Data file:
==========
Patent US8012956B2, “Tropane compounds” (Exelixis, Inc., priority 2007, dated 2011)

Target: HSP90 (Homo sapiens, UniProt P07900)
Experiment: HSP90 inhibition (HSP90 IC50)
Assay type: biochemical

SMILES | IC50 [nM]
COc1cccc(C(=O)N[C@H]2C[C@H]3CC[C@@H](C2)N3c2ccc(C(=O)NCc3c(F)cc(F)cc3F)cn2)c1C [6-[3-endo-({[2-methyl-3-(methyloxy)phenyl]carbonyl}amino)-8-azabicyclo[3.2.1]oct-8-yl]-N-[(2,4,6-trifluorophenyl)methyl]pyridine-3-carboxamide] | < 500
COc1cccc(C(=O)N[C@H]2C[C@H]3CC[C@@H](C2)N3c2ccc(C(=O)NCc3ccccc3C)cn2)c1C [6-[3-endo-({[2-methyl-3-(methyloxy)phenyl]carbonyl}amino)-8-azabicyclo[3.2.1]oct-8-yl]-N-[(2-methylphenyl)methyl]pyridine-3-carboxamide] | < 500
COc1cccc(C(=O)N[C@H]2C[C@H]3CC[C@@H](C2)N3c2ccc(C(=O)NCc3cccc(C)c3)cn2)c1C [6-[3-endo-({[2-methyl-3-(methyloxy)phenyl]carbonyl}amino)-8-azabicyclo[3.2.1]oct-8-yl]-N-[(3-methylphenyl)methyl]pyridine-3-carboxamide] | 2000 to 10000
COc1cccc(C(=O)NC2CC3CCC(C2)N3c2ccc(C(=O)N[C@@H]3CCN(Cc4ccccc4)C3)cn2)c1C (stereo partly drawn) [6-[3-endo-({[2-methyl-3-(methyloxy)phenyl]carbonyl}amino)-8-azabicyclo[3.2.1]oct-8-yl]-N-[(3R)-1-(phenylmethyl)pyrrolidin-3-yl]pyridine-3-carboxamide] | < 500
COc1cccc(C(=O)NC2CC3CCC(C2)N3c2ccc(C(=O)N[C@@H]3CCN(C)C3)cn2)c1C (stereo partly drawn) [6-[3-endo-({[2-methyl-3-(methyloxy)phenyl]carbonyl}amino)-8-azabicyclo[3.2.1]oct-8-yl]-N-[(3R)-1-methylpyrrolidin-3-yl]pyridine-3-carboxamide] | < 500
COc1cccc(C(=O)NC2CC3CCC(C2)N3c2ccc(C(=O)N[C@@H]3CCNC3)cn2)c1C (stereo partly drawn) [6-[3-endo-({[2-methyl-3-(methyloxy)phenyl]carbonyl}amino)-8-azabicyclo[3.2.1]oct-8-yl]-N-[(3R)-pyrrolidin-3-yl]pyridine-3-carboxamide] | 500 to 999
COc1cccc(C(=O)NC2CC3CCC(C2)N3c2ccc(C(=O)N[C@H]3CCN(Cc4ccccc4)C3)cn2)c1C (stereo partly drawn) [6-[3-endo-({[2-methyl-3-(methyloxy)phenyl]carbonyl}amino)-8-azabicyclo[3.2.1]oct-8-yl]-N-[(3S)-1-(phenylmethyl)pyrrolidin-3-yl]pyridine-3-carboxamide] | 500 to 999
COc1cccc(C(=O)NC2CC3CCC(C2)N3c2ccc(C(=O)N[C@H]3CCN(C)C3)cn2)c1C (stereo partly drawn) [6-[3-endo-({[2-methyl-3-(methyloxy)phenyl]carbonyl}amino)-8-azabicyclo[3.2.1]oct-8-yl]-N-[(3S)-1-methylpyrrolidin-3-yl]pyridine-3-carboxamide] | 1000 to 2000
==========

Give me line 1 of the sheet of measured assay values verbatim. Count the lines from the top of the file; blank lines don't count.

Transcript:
Patent US8012956B2, “Tropane compounds” (Exelixis, Inc., priority 2007, dated 2011)